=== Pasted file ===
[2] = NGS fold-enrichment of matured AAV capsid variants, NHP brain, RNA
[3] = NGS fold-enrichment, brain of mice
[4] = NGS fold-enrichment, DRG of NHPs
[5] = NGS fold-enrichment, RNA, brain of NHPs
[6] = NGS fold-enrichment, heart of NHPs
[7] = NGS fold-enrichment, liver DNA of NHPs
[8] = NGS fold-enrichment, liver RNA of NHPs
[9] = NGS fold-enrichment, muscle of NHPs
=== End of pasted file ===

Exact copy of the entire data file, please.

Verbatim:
[2] = NGS fold-enrichment of matured AAV capsid variants, NHP brain, RNA
[3] = NGS fold-enrichment, brain of mice
[4] = NGS fold-enrichment, DRG of NHPs
[5] = NGS fold-enrichment, RNA, brain of NHPs
[6] = NGS fold-enrichment, heart of NHPs
[7] = NGS fold-enrichment, liver DNA of NHPs
[8] = NGS fold-enrichment, liver RNA of NHPs
[9] = NGS fold-enrichment, muscle of NHPs